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6 Bas Rozendaal (NED), 3 Jesper Jobse (NED), 2 Sjoerd Van Vilsteren (NED), 1 Joey Schelvis (NED)
11/06/2019
News

How much does it really help on the court to host the FIBA 3x3 World Cup?

AMSTERDAM (Netherlands) – The Netherlands have been a 3x3 powerhouse and now they host the FIBA 3x3 World Cup 2019 in their backyard in Amsterdam. Yet how much of an edge is it to have home-court advantage?

Yes they will get the support of the local fans (the World Cup venue is expected to be the biggest 3x3 outdoor venue ever) and they won’t have to travel long hours to reach the venue but how much did it really help previous hosts? We looked back in 3x3 World Cup history and here’s what we found out.

In 5 editions, a country has ever won the World Cup at home, neither with men nor with women.

Russia came close back in 2014, as the women won silver and the men collected bronze. Interestingly, a similar Russian women team ended up winning gold 3 years later in France without home-court advantage. France were the only other country to win a medal at home at the World Cup, striking bronze at the World Cup 2017.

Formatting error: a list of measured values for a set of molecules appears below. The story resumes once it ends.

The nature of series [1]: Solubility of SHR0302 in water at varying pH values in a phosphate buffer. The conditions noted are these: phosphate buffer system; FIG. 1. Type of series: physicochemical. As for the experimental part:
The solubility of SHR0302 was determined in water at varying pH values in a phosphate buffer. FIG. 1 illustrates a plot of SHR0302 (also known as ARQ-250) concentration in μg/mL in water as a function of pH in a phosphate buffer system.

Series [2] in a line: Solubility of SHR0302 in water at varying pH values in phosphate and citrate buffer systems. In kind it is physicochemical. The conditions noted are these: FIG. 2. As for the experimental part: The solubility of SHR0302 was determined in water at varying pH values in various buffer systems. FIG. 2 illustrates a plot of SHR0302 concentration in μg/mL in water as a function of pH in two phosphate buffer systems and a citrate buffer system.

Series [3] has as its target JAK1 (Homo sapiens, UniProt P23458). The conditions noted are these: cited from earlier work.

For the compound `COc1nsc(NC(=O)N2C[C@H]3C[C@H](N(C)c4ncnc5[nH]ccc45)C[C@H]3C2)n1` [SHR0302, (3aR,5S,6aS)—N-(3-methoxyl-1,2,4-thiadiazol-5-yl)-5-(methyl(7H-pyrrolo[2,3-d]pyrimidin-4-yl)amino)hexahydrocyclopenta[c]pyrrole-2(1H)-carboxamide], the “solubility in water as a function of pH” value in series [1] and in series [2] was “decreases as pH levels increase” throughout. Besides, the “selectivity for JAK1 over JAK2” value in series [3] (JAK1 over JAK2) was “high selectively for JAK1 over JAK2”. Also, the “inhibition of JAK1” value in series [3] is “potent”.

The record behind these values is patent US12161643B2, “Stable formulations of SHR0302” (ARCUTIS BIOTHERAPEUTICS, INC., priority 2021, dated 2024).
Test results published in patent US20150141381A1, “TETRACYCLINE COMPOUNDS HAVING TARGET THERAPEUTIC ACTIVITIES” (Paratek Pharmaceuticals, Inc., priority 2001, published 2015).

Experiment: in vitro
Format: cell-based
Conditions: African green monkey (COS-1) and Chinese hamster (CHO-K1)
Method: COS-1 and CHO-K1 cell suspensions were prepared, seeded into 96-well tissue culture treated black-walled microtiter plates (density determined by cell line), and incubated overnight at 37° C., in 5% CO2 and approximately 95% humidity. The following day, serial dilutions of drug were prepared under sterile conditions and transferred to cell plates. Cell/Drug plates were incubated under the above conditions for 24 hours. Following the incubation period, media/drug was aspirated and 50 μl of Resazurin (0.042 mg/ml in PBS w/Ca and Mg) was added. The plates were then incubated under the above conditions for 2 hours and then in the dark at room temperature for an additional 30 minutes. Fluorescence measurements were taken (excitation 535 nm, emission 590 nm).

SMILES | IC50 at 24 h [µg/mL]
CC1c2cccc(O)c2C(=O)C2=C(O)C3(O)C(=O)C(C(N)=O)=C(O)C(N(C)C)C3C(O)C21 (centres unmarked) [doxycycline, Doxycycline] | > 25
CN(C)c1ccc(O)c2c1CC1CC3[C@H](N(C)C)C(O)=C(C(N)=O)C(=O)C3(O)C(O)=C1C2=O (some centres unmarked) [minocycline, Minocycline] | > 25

In 2012, Greece reached the quarter-finals in both genders. Four years later, China could not get past the pool phase. The same fate awaited the Philippines last year.

All in all, hosts went 34-27 in 3x3 World Cup history (55.7%).

Not necessarily the best track record for the hosts. This said, the Netherlands are arguably (with Russia) the most successful country (in 3x3) to ever organize the FIBA 3x3 World Cup. The men’s team have won silver back to back in the last 2 editions of the World Cup. The women’s team never won a medal at the World Cup but won bronze in 2017 and silver in 2018 at the FIBA 3x3 Europe Cup.

 Any competitive advantage will be welcome for the two Dutch teams, who were seeded in some of the most difficult pools next week. The men ended up in Pool A with reigning world champions Serbia and USA (besides South Korea and Turkey). The women are featured in Pool A with last year’s semi-finalists China and Europe Cup 2016 winners Hungary (not to mention Latvia and Turkmenistan). Only the two top teams in each pool make it to the quarter-finals.

FIBA